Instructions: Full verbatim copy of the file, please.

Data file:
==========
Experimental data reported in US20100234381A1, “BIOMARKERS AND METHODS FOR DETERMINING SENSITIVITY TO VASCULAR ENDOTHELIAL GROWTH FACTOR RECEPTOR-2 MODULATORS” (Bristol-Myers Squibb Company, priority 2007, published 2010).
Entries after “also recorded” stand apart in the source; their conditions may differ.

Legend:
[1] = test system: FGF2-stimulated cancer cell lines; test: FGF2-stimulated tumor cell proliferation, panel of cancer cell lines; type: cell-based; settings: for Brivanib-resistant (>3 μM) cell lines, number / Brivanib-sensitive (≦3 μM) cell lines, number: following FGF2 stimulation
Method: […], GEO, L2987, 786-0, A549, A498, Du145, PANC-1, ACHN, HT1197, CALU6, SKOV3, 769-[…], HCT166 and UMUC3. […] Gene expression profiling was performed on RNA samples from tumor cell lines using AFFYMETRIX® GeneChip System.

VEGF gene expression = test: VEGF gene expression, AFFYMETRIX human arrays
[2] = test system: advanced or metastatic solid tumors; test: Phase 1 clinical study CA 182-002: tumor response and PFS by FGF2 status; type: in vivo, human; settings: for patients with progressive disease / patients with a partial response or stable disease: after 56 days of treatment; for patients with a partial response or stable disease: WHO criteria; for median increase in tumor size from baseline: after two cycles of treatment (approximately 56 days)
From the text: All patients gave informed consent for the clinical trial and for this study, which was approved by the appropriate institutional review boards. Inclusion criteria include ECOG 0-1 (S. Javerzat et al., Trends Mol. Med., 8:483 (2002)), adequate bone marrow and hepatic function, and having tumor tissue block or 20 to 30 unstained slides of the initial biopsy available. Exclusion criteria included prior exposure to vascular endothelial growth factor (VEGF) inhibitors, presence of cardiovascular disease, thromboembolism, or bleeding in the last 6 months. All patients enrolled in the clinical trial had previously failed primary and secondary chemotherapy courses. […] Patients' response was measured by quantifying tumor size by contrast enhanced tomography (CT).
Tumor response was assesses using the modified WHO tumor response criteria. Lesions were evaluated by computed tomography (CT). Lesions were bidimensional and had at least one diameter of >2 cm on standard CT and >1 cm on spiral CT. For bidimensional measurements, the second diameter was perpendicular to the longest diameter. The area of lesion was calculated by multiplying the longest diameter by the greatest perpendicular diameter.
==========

Experimental data reported in US20100234381A1, “BIOMARKERS AND METHODS FOR DETERMINING SENSITIVITY TO VASCULAR ENDOTHELIAL GROWTH FACTOR RECEPTOR-2 MODULATORS” (Bristol-Myers Squibb Company, priority 2007, published 2010).
Entries after “also recorded” stand apart in the source; their conditions may differ.

Legend:
[1] = test system: FGF2-stimulated cancer cell lines; test: FGF2-stimulated tumor cell proliferation, panel of cancer cell lines; type: cell-based; settings: for Brivanib-resistant (>3 μM) cell lines, number / Brivanib-sensitive (≦3 μM) cell lines, number: following FGF2 stimulation
Method: […], GEO, L2987, 786-0, A549, A498, Du145, PANC-1, ACHN, HT1197, CALU6, SKOV3, 769-[…], HCT166 and UMUC3. […] Gene expression profiling was performed on RNA samples from tumor cell lines using AFFYMETRIX® GeneChip System.

VEGF gene expression = test: VEGF gene expression, AFFYMETRIX human arrays
[2] = test system: advanced or metastatic solid tumors; test: Phase 1 clinical study CA 182-002: tumor response and PFS by FGF2 status; type: in vivo, human; settings: for patients with progressive disease / patients with a partial response or stable disease: after 56 days of treatment; for patients with a partial response or stable disease: WHO criteria; for median increase in tumor size from baseline: after two cycles of treatment (approximately 56 days)
From the text: All patients gave informed consent for the clinical trial and for this study, which was approved by the appropriate institutional review boards. Inclusion criteria include ECOG 0-1 (S. Javerzat et al., Trends Mol. Med., 8:483 (2002)), adequate bone marrow and hepatic function, and having tumor tissue block or 20 to 30 unstained slides of the initial biopsy available. Exclusion criteria included prior exposure to vascular endothelial growth factor (VEGF) inhibitors, presence of cardiovascular disease, thromboembolism, or bleeding in the last 6 months. All patients enrolled in the clinical trial had previously failed primary and secondary chemotherapy courses. […] Patients' response was measured by quantifying tumor size by contrast enhanced tomography (CT).
Tumor response was assesses using the modified WHO tumor response criteria. Lesions were evaluated by computed tomography (CT). Lesions were bidimensional and had at least one diameter of >2 cm on standard CT and >1 cm on spiral CT. For bidimensional measurements, the second diameter was perpendicular to the longest diameter. The area of lesion was calculated by multiplying the longest diameter by the greatest perpendicular diameter.